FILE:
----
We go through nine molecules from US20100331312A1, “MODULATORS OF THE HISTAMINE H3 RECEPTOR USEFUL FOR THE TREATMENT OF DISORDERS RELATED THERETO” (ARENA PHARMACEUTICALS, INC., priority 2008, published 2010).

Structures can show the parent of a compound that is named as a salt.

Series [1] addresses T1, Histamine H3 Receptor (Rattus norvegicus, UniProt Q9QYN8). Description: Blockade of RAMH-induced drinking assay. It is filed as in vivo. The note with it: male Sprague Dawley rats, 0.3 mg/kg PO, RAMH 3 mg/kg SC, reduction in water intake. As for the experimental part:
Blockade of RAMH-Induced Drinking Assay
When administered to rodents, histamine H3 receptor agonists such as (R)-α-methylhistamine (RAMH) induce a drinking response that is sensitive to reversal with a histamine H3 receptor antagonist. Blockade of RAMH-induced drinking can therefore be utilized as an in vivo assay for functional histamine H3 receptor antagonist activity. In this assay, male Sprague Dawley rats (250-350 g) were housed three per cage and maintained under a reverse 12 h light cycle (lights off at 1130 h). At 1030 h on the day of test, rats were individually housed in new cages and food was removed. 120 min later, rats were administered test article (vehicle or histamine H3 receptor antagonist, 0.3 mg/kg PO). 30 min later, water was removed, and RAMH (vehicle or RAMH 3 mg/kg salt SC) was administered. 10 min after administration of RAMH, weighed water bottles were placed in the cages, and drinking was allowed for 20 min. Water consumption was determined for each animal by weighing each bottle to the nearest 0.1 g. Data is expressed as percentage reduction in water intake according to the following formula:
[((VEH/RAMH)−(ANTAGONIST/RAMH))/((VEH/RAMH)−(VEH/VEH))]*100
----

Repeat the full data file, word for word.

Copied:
We go through nine molecules from US20100331312A1, “MODULATORS OF THE HISTAMINE H3 RECEPTOR USEFUL FOR THE TREATMENT OF DISORDERS RELATED THERETO” (ARENA PHARMACEUTICALS, INC., priority 2008, published 2010).

Structures can show the parent of a compound that is named as a salt.

Series [1] addresses T1, Histamine H3 Receptor (Rattus norvegicus, UniProt Q9QYN8). Description: Blockade of RAMH-induced drinking assay. It is filed as in vivo. The note with it: male Sprague Dawley rats, 0.3 mg/kg PO, RAMH 3 mg/kg SC, reduction in water intake. As for the experimental part:
Blockade of RAMH-Induced Drinking Assay
When administered to rodents, histamine H3 receptor agonists such as (R)-α-methylhistamine (RAMH) induce a drinking response that is sensitive to reversal with a histamine H3 receptor antagonist. Blockade of RAMH-induced drinking can therefore be utilized as an in vivo assay for functional histamine H3 receptor antagonist activity. In this assay, male Sprague Dawley rats (250-350 g) were housed three per cage and maintained under a reverse 12 h light cycle (lights off at 1130 h). At 1030 h on the day of test, rats were individually housed in new cages and food was removed. 120 min later, rats were administered test article (vehicle or histamine H3 receptor antagonist, 0.3 mg/kg PO). 30 min later, water was removed, and RAMH (vehicle or RAMH 3 mg/kg salt SC) was administered. 10 min after administration of RAMH, weighed water bottles were placed in the cages, and drinking was allowed for 20 min. Water consumption was determined for each animal by weighing each bottle to the nearest 0.1 g. Data is expressed as percentage reduction in water intake according to the following formula:
[((VEH/RAMH)−(ANTAGONIST/RAMH))/((VEH/RAMH)−(VEH/VEH))]*100